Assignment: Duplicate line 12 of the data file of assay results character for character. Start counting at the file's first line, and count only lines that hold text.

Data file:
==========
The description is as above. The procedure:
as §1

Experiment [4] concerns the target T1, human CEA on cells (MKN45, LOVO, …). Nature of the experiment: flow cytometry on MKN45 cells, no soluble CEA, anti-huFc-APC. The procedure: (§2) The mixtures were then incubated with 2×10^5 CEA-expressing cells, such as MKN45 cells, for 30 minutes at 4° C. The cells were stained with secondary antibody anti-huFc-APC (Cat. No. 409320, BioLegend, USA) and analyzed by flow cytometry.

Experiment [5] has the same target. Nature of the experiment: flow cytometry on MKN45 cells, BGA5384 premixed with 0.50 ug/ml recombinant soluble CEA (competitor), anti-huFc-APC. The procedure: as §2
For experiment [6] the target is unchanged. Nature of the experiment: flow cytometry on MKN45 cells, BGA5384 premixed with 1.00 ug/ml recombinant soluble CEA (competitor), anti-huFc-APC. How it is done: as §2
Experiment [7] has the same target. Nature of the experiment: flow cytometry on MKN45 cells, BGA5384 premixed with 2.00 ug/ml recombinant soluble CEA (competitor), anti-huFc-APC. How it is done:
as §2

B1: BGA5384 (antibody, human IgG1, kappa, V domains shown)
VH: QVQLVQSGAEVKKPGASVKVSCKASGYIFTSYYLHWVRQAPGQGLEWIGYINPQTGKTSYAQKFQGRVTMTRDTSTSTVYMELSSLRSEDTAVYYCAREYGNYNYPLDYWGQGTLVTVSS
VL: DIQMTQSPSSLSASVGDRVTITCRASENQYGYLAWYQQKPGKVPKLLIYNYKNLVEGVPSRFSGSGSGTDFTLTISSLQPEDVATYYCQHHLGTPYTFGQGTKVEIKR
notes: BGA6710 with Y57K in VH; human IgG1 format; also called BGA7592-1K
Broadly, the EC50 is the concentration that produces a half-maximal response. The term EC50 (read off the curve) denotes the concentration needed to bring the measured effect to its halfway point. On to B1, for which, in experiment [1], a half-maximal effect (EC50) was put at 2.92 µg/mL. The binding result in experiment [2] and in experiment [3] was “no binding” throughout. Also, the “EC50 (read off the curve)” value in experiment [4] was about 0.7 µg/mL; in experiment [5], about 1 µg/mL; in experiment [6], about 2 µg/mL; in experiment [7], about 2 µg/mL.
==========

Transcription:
Broadly, the EC50 is the concentration that produces a half-maximal response. The term EC50 (read off the curve) denotes the concentration needed to bring the measured effect to its halfway point. On to B1, for which, in experiment [1], a half-maximal effect (EC50) was put at 2.92 µg/mL. The binding result in experiment [2] and in experiment [3] was “no binding” throughout. Also, the “EC50 (read off the curve)” value in experiment [4] was about 0.7 µg/mL; in experiment [5], about 1 µg/mL; in experiment [6], about 2 µg/mL; in experiment [7], about 2 µg/mL.